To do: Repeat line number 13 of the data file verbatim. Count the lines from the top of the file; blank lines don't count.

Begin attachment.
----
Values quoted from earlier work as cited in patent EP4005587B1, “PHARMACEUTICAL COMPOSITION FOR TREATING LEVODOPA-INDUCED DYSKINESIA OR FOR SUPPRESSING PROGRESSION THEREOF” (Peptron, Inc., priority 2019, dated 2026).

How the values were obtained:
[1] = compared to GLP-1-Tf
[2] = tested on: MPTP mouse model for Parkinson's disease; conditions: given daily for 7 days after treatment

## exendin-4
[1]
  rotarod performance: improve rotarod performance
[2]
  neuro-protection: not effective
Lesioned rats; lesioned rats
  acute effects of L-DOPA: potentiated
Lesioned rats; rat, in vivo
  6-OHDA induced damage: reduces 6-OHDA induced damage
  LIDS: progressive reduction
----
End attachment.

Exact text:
  6-OHDA induced damage: reduces 6-OHDA induced damage